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Found 2 results

  1. beejo6924

    Food anxiety?

    I am on day 6 and have found that the past few days I have had very high anxiety after eating or throughout the day between meals. I recount everything that I just ate, worried that I messed something up or accidently had a non compliant food sneak in. Between meals I get worried that I thoughtlessly snacked on something that I wasn't supposed to, and replay the past few hours in my head. Is this normal? Or has anyone else experienced it? I believe it is probably stemming from a thoughtless relationship with food previously, meaning that I would eat without thinking or sometimes without reason. I am hoping to form a healthier relationship with food and thinking more about what I am putting in my body.. But this anxiety is worrying me that I am building a more unhealthy restrictive relationship with food. Any thoughts are welcome!
  2. WholeReese902

    Forever Changed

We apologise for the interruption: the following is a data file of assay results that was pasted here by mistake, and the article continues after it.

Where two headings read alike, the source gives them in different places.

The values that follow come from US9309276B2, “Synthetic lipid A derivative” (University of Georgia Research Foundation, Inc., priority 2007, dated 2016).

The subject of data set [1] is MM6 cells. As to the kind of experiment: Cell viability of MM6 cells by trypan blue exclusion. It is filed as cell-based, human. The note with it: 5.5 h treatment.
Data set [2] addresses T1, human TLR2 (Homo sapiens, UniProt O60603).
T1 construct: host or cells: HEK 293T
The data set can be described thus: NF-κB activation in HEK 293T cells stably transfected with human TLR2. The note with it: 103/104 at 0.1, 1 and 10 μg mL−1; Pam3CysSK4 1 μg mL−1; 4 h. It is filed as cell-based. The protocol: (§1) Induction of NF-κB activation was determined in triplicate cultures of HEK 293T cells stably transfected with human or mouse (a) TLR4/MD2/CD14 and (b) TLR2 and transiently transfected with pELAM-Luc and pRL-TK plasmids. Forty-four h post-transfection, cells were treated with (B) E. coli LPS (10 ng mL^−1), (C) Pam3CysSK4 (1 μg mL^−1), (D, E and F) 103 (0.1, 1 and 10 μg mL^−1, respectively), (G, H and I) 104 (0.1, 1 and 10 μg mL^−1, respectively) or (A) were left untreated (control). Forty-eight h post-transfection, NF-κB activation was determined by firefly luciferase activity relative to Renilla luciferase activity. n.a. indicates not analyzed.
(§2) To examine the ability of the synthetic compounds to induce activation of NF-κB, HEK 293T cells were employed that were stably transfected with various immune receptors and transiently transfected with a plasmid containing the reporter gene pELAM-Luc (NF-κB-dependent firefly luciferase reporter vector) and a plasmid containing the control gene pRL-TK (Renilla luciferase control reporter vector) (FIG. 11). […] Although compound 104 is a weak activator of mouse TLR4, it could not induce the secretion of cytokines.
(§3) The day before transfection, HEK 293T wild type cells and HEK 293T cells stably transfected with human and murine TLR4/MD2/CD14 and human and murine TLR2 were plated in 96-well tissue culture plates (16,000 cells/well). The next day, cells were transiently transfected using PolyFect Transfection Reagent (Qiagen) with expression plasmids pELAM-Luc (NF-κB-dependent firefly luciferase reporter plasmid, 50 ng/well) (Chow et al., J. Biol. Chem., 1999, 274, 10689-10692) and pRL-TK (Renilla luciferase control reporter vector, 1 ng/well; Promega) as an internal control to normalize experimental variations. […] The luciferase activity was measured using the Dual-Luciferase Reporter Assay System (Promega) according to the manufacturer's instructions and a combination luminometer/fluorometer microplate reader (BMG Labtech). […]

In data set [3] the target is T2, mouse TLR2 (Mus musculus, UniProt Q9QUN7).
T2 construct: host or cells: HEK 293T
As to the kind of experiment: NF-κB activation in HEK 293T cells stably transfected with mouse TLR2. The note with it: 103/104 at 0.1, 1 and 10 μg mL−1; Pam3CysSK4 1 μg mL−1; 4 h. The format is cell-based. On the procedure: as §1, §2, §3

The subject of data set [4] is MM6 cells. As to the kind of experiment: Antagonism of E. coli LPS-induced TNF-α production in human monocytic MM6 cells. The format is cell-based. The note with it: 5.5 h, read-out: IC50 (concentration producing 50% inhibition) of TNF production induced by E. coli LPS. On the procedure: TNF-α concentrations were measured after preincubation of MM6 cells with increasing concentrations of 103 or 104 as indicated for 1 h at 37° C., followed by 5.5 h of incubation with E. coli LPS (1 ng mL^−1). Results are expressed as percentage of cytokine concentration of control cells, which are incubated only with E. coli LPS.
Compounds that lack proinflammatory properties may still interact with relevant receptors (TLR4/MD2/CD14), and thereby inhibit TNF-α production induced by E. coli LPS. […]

My paleo journey began over a year ago when I suddenly discovered that wheat was making me ill. I immediately eliminated it from my diet and the changes to my digestion and disposition were almost instant. No more chronic heartburn, no more gas and bloating, no more painful cramping and diarrhea for no apparent reason. No more intense mood swings or PMS. After a few months I was happily adjusted to my new life as a “gluten-free†person, so I sat back and waited for my body to change. Having made such a huge change to my eating habits, I expected the pounds would just float away. They didn't. This was happening against a backdrop of body image, weight management, and disordered eating issues that had plagued me for as long as I could remember. Throughout my childhood, adolescence, and early twenties this was the primary battle of my life. I hated my body and my body hated me. By my late twenties I knew this needed to change, so I devoted much of my time and emotional energy to tackling the underlying issues that had led to this internal conflict. I made huge, life-changing progress. I stopped chronically “dieting†and finally just learned to accept myself. Then, when I found paleo, things finally clicked. It was unexpected, but I realized that it wasn't until I starting eating to care for myself and my body that it became truly impossible to hate myself. How could I hate my body while eating to nourish, love, and care for it? The two could just not exist in the same space. Any last remnant of unhealthy self-criticism or shame simply dissolved. But while the mental and emotional battle had been won, the physical battle was still raging. It turned out that living life in a cycle of bingeing and purging had wreaked havoc on my system. Despite cutting out all wheat products, decreasing other grains and processed foods, and increasing vegetables and healthy fats, the composition of my body stayed exactly the same as when I was bingeing on bowls of cheesy pasta and junk food. That didn't make sense to me. It was frustrating. I had finally accepted my body but knew for the sake of health that I needed to lean down. I began to think I had a thyroid problem. Pursuing that particular avenue was like falling head first down the rabbit hole into wonderland. Confusing. More frustrating than ever. Then a friend who really DID have a thyroid problem told me about Whole30. Of course I'd heard of it in the paleosphere, so I dove right in to see what all the fuss was about. I consumed It Starts With Food like I used to consume Doritos—with great enthusiasm and like I couldn't get enough. I would get so excited while reading the book that I couldn't read it before bed or I wouldn't fall asleep. My heart would race like I'd had too much coffee. THIS. WAS. IT. The mental preparation I did leading up to Day 1 was intense. I entered my Whole30 with a steely and unmovable resolve. But just as important was the preparation I did in my kitchen! If you aren't prepared to cook for yourself, you aren't prepared to eat whole food! Then, as the days rolled by, it was just like everyone said. Hard in the beginning, then….magic. The sleep was the best part. There's no way to describe it other than delicious. For the first time in my life I would put my head on the pillow and be OUT and stay out. For the first time in my life I didn't become overwhelmingly sleepy in the afternoon. I could walk for hours without aching feet and legs. I could rise above the gossip at work because my mood was so positive. And finally, finally, finally, I could feel my body changing. By the second week my pants were baggy. By the third week I could barely keep them up. Even after washing and drying them on hot! And was that a collar bone I just saw in the mirror? I went for a total of 37 days. I fumbled the re-introduction (see that post under OOPS!), but still considered myself wildly successful. It wasn't until after a week of re-intro that I decided to take my “after†pics. I wasn't in a hurry. I knew I looked different, but not that different, right? WRONG. What I saw in my pics truly surprised me. To see the physical manifestation of my hard work and self-love was overwhelming to the point that tears ran down my face. The grand total of my weight loss was 15 pounds in 37 days. I've certainly lost more (and faster) in the past. But this was weight loss for the sake of health, and it was sustainable. Besides, it wasn't about the number itself. It was about the fact that this was the first time in my life that I'd ever lost weight without pills, compulsive exercise, starvation, or any form of self-harm. Essentially, it was the first time I'd treated my body as something to love instead of something to punish. My body had done it on its own. Naturally. Healthfully. I had wondered for years if that was even possible. I'm not sure I can ever truly put into words the significance of this change. But I know I'll be forever grateful to Dallas and Melissa and this community for their support. The best part is, this is only the beginning. Who knows where this journey will ultimately take me? Wherever that may be, I know I'll be healthy when I get there. J